December 26, 2011 § 1 Comment
I now have a go-to stuffing recipe that tastes just as good as in-the-bird stuffing (so it thus appeases and fully satisfied the strange Stove Top lovers out there as well as those who like to live on the riskier side of life and eat it straight from the bird). Nick loves it and I have to make it for his family at every holiday, as I will this Christmas. For some reason it’s just taken years to make it to the blog…
I often just put it in a big disposable aluminum pan and cook it in that. It makes a good amount, but there are never leftovers.
Serves 10-12Firm sandwich breads, like Arnold Country Classics White or Pepperidge Farm Farmhouse Hearty White, work best here.1 loaf hearty white sandwich bread (24-ounces), cut into 1/2-inch pieces (about 16 cups)
8 tablespoons (1 stick) unsalted butter
2 onions , chopped fine
3 celery ribs , chopped fine
4 garlic cloves , minced or pressed through a garlic press (about 2 teaspoons)
1 1/2 teaspoons dried sage
1 1/2 teaspoons dried thyme
4 cups low-sodium chicken broth
1 tablespoon soy sauce
4 large eggs
1 1/2 cups half-and-half
1/4 cup chopped fresh parsley
1 teaspoon salt
1 1/2 teaspoons pepper
1. Adjust oven racks to upper-middle and lower-middle positions and heat oven to 325 degrees. Arrange bread in single layer on 2 baking sheets. Bake until golden, about 30 minutes, stirring bread and switching and rotating sheets halfway through baking. Let cool.
2. Melt 4 tablespoons butter in large skillet over medium heat. Cook onions and celery until golden, about 10 minutes. Stir in garlic, sage, and thyme and cook until fragrant, about 30 seconds. Stir in broth and soy sauce and simmer until slightly thickened and vegetables are tender, about 10 minutes. Remove from heat and let cool 5 minutes.
3. Whisk eggs, half-and-half, parsley, salt, and pepper in large bowl. Slowly whisk in warm onion mixture until incorporated. Fold in toasted bread and let sit, tossing occasionally, until bread is saturated, about 20 minutes.
4. Transfer stuffing to greased 13- by 9-inch pan. Melt remaining butter and drizzle evenly over stuffing. Bake on lower-middle rack until top is golden brown and crisp, about 50 minutes. Let cool 15 minutes. Serve.
Make Ahead: The stuffing can be prepared through step 3 and refrigerated, covered, for 1 day. When ready to bake, proceed with step 4, increasing cooking time by about 20 minutes.
March 22, 2010 § 2 Comments
Serves 8 to 10, prepared in 13 x 9 baking dish.
recipe from CC, April 2010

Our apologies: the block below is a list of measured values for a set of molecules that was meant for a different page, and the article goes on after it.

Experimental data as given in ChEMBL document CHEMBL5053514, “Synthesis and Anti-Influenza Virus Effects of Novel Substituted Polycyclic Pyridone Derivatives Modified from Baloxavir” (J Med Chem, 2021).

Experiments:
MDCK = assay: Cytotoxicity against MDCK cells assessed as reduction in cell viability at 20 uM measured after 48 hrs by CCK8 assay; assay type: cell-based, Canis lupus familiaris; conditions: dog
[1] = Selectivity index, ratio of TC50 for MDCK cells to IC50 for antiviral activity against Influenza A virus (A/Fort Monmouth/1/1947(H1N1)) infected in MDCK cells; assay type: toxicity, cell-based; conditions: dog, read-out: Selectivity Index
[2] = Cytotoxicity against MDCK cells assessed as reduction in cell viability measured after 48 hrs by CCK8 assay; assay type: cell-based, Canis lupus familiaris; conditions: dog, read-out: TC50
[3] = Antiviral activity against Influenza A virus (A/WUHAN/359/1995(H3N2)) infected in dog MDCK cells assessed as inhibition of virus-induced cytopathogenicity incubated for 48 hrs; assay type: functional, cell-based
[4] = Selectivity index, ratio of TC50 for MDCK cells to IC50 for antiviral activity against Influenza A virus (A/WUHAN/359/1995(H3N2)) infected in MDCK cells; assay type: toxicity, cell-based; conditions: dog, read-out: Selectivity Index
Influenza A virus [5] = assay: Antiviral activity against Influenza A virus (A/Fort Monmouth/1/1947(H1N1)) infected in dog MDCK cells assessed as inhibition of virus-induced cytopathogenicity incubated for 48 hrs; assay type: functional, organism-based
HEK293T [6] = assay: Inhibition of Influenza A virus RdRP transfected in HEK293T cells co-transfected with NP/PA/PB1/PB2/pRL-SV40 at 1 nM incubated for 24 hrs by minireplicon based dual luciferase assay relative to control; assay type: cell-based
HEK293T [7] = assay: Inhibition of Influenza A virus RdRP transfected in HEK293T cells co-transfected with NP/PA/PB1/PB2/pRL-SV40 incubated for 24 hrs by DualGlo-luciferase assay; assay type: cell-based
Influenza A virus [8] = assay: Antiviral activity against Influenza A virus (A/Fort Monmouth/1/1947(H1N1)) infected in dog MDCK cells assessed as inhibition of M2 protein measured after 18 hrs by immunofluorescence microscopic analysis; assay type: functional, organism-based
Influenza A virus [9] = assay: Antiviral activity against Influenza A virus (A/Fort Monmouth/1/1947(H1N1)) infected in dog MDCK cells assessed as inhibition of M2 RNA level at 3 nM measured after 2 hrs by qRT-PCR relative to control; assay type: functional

1 lb elbow mac and cheese*
28oz can petite diced tomatoes
6 tblsp unsalted butter
1/2 cup all-purpose flour
1/4 tsp cayenne
4 cups half-and half
1 cup low-sodium chicken broth
4 cups shredded mild cheddar cheese
2 cups shredded sharp cheddar cheese
*Barilla is the suggested pasta, and it’s ok to use something other than the traditional elbows if you have an aversion to them for some reason.
Preheat oven to 400 degrees.
1. Bring 4 quarts of water to boil over high heat. Stir in 1 tbl salt and macaroni and cook until just al dente, about 6 minutes. Drain pasta and return to pot.
2. Pour diced tomatoes and juices over pasta in pot and stir to coat. Cook over medium-high, stirring occasionally, until most of the liquid is absorbed, about 5 minutes. Set aside.
1. While preparing noodles, melt butter in medium saucepan over medium heat until foaming. Stir in flour and cayenne and cook until golden, about 1 minute.
2. Slowly whisk in half-and-half and broth until smooth. Bring to boil, reduce heat to medium, and simmer, stirring occasionally, until mixture is slightly thickened, about 15 minutes.
3. Off heat, whisk in cheeses, 1 tsp salt and 1 tsp pepper until cheeses melt.
4. Pour sauce over macaroni and stir to combine.
Bake and finish
1. Spread mixture into 13 by 9 baking dish set on a baking sheet.
2. Bake until top begins to brown, 15 to 20 minutes.
3. Let sit for 10 to 15 minutes before serving (or it will be soupy).
February 9, 2010 § 1 Comment
Here’s the basic substitute for mashed potatoes:
Steam the hell of of cauliflower. Mash it up with a little butter, salt, and pepper. It doesn’t need much or it’ll get too thin.
You can mash it super smooth, like I have been doing lately, or not as smooth. Just like potatoes.